Microwave Engineering II: Active Circuit Design
Microwave and RF Design – A System Approach, Michael Steer, SciTech Publishing.
- Microwave Transistor Amplifiers 2nd Edition, Guillermo Gonzales, Prentice-Hall, 1997.
- Nonlinear Microwave Circuits, Stephan Maas, IEEE Press.
Class Web-site: D2L
Specific Course Information:
2021-2022 Catalog Data: Planar active microwave circuits, diode and transistor characteristics, mixers, amps, oscillators, and frequency multipliers. Students will design circuits with CAD tools, fabricate in clean room, and measure performance in the lab.
Specific Goals for the Course:
Outcomes of Instruction: By the end of this course the student will be able to:
- Understand various modulation schemes; basics of wireless transmitters & receivers; basics of Antennas & wireless link; fundamentals of RF systems.
- Design lumped element matching networks; Design single and double stub matching networks for various loads; Create all active circuit designs in microstrip form.
- Apply single / double stub matching network designs for circuits in microstrip form.
- Identify the diode equation and the small signal model and equivalent circuit.
- Explain the role and operation of the depletion and diffusion capacitance.
- Describe the operation of a Schottky barrier diode and Explain how diodes can be used for RF/microwave signal detection and mixing.
- Identify the various types of microwave mixers, as well as parameters used for the evaluation of their performance. Design a single diode microwave mixer, a balanced microwave mixer, a sub- harmonic microwave mixer, and a microstrip mixer.
- Determine the type of diode needs to be used for a specific microwave mixer design; Describe the characteristics of Bipolar and FET microwave transistors.
- Identify the small-signal electric models of microwave transistors; Apply the transistor model to evaluate its S-parameters; Explain how the S-parameters of a transistor can be measured.
- Apply signal flow graphs to evaluate scattering and other parameters of microwave circuits.
- Identify the different power gain expressions of microwave amplifier circuits.
- Calculate power gain expressions of a microwave amplifier from S-parameters.
- Calculate the input and output VSWR of a microwave amplifier.
- Determine the stability of an amplifier from the transistor, matching networks, and terminations; Explain when a two-part network is unilateral.
- Outline the procedure for drawing the constant G circles for the unconditionally stable & potentially unstable cases; Identify & evaluate the unilateral figure of merit.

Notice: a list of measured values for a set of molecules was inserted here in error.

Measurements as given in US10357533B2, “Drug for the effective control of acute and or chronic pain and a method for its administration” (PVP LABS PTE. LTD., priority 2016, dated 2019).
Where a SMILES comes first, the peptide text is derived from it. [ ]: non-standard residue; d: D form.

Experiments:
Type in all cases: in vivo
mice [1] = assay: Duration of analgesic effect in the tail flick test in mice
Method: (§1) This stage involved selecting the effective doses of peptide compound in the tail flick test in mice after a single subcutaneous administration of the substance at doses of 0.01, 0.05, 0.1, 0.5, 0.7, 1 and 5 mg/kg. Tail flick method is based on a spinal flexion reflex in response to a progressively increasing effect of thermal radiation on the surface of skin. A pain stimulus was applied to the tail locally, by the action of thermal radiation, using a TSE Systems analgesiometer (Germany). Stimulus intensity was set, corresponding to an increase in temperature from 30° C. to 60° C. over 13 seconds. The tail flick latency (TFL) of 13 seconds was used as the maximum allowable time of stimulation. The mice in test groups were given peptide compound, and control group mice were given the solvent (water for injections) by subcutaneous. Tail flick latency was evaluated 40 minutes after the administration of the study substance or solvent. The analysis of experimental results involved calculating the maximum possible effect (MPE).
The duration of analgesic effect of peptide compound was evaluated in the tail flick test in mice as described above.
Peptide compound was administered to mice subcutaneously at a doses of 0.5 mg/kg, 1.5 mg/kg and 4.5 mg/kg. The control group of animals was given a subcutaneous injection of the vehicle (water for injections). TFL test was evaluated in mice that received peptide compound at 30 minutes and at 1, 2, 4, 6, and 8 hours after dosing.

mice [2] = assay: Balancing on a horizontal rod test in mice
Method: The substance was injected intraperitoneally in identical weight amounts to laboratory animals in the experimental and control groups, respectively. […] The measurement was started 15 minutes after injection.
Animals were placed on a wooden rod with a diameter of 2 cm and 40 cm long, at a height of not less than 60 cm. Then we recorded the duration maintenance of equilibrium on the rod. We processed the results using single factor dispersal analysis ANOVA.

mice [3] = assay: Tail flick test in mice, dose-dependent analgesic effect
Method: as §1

- Design a microwave amplifier with a) maximum transducer power gain and b) for a specific operating power gain both for an unconditionally stable and potentially unstable cases and c) for a specific available power gain and with a specific gain and input/output VSWR.
- Plot power gain circles for a two-port network.
- Design a DC bias network for a microwave amplifier.
- Calculate noise parameters in microwave circuits and systems; Design a low-noise microwave amplifier using constant noise figure circles.
- Design a microwave amplifier with good ac performance (noise figure, available power gain, power output and input/output VSWR) and a broadband microwave amplifier and a feedback microwave amplifier.
- Distinguish between class A, B, and C microwave amplifiers.
- Design a microwave power amplifier; Identify intermodulation distortion.
- Evaluate the dynamic range of a microwave amplifier; Design a two-stage microwave amplifier; List and describe oscillation conditions.
- Describe and Design the operation of one-port and two-port negative resistance oscillators.
- Apply the Nyquist test to determine conditions for unstable operations of a given circuit;
- Identify different commonly used oscillator configurations; Explain the operation of varactor frequency multiplier; Design a balanced microwave multiplier.
- Determine which active microwave circuit to use depending on the application.
- Perform microwave measurements for the active circuit of the design project.
- Propose solutions to meet specific design goals if those were not met at first design iteration.
Brief list of topics to be covered:
Introduction of Modulation Techniques; Digital Modulation I and II; Receivers, Modulators and Demodulators; Antennas; Radio Link and Systems; Cellular Radio: 1G – 3G and Beyond 3G and Radar; Matching Networks; Microstrip Matching Networks; Microwave Transistors; Scattering Parameters and Signal Flow Graphs; Power Gain Expressions and VSWR Calculations; Stability Considerations; Constant Gain Circles; Simultaneous Conjugate Match; Operating Power Gain Circles; Available Power Gain Circles; VSWR Circles and DC Bias Networks; Noise in Microwave Systems; Constant Noise Figure Circles; Design of Low-Noise Amplifier; Broad- Band Amplifier Design; High-Power Amplifier Design; Two-Stage Amplifier Design; Oscillation Condition.
Relationship to Student Outcomes
ECE 488 contributes directly to the following specific electrical and computer engineering student outcomes of the ECE department:
1. An ability to identify, formulate, and solve complex engineering problems by applying principles of engineering, science, and mathematics.
3. An ability to communicate effectively with a range of audiences.
6. An ability to develop and conduct appropriate experimentation, analyze and interpret data, and use engineering judgment to draw conclusions